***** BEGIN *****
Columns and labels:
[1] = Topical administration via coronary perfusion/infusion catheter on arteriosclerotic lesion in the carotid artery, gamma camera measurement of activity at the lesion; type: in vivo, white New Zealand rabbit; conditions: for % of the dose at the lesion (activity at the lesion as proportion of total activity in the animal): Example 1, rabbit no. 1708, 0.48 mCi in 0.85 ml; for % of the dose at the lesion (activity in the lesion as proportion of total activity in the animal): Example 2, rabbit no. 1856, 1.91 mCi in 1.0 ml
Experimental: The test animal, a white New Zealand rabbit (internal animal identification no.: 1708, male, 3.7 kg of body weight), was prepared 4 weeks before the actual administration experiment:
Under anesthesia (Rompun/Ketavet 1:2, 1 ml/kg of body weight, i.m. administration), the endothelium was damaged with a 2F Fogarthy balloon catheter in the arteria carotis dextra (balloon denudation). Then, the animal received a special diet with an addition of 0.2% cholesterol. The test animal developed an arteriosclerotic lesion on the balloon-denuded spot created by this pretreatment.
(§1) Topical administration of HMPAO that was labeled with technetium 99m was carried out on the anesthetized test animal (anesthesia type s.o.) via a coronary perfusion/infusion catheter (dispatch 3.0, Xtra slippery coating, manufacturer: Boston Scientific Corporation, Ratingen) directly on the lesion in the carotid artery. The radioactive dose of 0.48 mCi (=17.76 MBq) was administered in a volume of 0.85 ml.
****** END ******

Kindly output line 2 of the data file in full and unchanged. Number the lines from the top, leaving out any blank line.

[1] = Topical administration via coronary perfusion/infusion catheter on arteriosclerotic lesion in the carotid artery, gamma camera measurement of activity at the lesion; type: in vivo, white New Zealand rabbit; conditions: for % of the dose at the lesion (activity at the lesion as proportion of total activity in the animal): Example 1, rabbit no. 1708, 0.48 mCi in 0.85 ml; for % of the dose at the lesion (activity in the lesion as proportion of total activity in the animal): Example 2, rabbit no. 1856, 1.91 mCi in 1.0 ml